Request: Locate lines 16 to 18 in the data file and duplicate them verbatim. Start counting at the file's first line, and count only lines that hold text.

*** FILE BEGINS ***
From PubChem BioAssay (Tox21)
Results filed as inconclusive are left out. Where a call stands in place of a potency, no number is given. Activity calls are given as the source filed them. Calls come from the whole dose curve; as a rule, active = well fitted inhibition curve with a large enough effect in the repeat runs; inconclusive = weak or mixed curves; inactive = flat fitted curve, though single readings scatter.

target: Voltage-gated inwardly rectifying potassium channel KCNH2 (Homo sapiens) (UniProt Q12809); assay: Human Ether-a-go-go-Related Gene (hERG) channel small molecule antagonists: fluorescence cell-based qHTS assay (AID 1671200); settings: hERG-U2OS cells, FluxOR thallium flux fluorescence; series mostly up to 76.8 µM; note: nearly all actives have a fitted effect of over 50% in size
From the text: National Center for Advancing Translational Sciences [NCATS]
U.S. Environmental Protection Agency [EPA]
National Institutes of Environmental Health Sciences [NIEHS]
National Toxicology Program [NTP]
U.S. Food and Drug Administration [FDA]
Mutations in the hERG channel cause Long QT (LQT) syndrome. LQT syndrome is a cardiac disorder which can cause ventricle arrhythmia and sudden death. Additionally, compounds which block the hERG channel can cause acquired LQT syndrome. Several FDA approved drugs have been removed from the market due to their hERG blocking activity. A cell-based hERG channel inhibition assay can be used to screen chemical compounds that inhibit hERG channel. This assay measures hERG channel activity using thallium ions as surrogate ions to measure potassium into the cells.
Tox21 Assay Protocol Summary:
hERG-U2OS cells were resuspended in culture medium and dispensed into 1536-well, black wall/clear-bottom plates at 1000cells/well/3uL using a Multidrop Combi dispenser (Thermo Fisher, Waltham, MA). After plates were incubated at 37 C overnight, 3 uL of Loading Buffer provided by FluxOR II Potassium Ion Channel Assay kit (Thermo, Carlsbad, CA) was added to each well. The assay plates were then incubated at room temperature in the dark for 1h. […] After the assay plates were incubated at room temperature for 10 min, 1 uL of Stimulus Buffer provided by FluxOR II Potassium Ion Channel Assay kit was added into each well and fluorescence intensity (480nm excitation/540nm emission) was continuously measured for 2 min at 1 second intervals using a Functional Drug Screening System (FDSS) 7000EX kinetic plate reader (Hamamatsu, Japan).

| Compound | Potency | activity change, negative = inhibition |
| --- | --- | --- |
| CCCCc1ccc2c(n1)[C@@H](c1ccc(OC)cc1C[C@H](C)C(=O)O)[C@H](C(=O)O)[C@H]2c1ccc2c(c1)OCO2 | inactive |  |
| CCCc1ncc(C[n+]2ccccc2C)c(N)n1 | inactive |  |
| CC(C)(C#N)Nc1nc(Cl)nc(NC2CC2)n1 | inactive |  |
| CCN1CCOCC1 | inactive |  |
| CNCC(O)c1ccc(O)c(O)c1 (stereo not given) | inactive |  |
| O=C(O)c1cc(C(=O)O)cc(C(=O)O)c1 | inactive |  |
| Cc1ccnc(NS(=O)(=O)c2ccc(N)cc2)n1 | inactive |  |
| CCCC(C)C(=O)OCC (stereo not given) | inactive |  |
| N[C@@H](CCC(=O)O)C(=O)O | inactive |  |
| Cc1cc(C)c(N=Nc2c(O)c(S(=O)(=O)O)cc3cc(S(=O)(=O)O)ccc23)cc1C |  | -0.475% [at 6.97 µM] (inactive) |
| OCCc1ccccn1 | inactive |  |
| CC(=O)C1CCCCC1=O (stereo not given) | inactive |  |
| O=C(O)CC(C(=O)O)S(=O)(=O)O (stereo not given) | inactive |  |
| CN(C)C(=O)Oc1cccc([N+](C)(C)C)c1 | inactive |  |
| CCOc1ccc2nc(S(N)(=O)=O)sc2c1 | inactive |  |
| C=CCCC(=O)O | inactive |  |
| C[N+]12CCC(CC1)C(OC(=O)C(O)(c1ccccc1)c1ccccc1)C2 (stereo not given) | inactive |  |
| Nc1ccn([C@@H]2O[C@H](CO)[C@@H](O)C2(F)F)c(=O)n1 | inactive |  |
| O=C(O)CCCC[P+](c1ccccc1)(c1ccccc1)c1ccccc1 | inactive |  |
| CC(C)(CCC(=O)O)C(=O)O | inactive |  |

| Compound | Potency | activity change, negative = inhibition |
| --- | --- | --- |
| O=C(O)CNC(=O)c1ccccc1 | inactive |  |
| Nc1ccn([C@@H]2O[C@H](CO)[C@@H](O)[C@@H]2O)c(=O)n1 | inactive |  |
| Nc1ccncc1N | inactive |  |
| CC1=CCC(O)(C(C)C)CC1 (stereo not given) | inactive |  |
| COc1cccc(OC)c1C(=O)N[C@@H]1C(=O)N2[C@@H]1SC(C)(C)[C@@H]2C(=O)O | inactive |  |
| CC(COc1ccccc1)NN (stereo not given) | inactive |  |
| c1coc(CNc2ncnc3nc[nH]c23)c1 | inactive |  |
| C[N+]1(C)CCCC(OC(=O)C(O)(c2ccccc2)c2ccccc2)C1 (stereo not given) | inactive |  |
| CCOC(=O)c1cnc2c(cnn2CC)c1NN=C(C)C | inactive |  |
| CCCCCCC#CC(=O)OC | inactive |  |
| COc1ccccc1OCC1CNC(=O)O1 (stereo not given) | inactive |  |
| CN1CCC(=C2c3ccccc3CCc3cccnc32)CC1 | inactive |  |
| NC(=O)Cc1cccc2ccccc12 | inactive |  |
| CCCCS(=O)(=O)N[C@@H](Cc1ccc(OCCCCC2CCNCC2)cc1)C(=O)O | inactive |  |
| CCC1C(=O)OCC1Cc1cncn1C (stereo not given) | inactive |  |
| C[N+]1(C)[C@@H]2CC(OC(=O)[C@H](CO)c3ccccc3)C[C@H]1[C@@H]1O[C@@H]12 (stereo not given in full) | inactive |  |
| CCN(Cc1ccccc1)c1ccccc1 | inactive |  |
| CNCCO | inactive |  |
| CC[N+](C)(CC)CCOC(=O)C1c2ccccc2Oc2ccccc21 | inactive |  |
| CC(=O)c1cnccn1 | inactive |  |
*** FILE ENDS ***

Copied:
| CC(C)(C#N)Nc1nc(Cl)nc(NC2CC2)n1 | inactive |  |
| CCN1CCOCC1 | inactive |  |
| CNCC(O)c1ccc(O)c(O)c1 (stereo not given) | inactive |  |